So long answer short is that no hydrogen peroxide does not aerate plants well. Regardless of it being potting soil or your garden soil outdoors. This is one reason why neither hydrogen peroxide food grade vs regular for plants should be used.

Does hydrogen peroxide sterilize soil?

The next reason why you would use hydrogen peroxide with your soil is to sterilize it. The short answer to this is that yes hydrogen peroxide does sterilize your soil. If you use over-the-counter hydrogen peroxide that contains silver you may end up with increased sterilization that you did not bargain for.

If you use food-grade hydrogen peroxide at the sterilization process will only take place in the areas that it was applied. And the length of time in which the sterilization will last is dependent on how much organic material to hydrogen peroxide ratio you have.

I have spoken about this at length both on my podcast, my YouTube channel, and my blog. In all cases, I do not advocate for sterilized potting soil. Sterilized potting so it means you do not have the necessary microbes needed for basic functions such as nutrient cycling. The only case I would use hydrogen peroxide to sterilize a soil would be to use with seedlings. Seedlings and seed starting need a sterile environment due to their susceptibility to fungal and bacterial attacks.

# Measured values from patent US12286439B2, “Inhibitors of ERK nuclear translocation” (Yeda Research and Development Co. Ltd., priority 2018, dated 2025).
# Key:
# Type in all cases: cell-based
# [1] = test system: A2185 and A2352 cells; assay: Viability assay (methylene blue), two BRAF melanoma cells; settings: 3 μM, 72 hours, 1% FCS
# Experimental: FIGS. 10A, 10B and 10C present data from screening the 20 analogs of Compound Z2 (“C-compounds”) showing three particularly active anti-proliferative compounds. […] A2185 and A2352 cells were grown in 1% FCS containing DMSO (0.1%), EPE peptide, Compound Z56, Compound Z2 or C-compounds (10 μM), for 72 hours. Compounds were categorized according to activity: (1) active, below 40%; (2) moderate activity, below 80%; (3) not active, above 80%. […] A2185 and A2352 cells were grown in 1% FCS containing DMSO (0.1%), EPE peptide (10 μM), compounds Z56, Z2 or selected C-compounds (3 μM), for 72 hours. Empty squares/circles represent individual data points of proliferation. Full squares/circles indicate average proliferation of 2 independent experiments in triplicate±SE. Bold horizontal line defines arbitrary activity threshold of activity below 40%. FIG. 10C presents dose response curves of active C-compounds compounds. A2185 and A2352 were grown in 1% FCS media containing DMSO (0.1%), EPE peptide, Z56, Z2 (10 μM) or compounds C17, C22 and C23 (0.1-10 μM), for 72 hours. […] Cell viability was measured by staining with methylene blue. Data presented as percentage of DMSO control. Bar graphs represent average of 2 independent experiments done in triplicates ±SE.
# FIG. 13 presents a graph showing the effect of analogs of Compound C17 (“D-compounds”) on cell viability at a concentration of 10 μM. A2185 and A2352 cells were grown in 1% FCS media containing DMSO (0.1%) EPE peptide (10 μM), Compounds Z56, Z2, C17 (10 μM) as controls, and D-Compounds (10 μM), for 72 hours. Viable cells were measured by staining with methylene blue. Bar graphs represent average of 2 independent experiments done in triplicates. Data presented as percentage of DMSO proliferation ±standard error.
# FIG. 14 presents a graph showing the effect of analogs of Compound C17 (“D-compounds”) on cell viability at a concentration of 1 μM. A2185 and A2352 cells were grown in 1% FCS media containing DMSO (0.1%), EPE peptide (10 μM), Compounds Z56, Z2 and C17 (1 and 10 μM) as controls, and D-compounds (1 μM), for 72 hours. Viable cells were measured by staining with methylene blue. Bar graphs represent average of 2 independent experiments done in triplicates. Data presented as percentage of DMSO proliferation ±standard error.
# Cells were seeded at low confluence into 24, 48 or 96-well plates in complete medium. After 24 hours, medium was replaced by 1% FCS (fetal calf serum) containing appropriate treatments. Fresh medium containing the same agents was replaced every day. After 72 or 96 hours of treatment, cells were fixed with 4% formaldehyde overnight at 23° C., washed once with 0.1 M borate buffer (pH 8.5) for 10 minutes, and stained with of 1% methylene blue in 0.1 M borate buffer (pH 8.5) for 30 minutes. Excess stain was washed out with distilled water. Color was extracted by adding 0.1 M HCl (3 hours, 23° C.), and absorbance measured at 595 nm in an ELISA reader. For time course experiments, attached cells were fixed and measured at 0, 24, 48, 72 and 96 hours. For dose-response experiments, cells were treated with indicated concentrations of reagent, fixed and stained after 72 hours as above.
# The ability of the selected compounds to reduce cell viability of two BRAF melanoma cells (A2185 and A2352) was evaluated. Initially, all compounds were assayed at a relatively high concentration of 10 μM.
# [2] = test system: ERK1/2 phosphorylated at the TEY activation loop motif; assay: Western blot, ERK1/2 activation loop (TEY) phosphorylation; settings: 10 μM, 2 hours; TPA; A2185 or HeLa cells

If you are currently having issues with things such as fungus gnats, thrips, mealybugs etc. be sure to check out my YouTube video or my blog post all about how to control these problems. 

There you have it a complete guide on whether or not you should use hydrogen peroxide on your plants. Keep in mind there is a difference between food-grade hydrogen peroxide being used on plants and over-the-counter hydrogen peroxide being used on plants.

Using Food Grade Vs. Regular Hydrogen Peroxide
Using Food Grade Vs. Regular Hydrogen Peroxide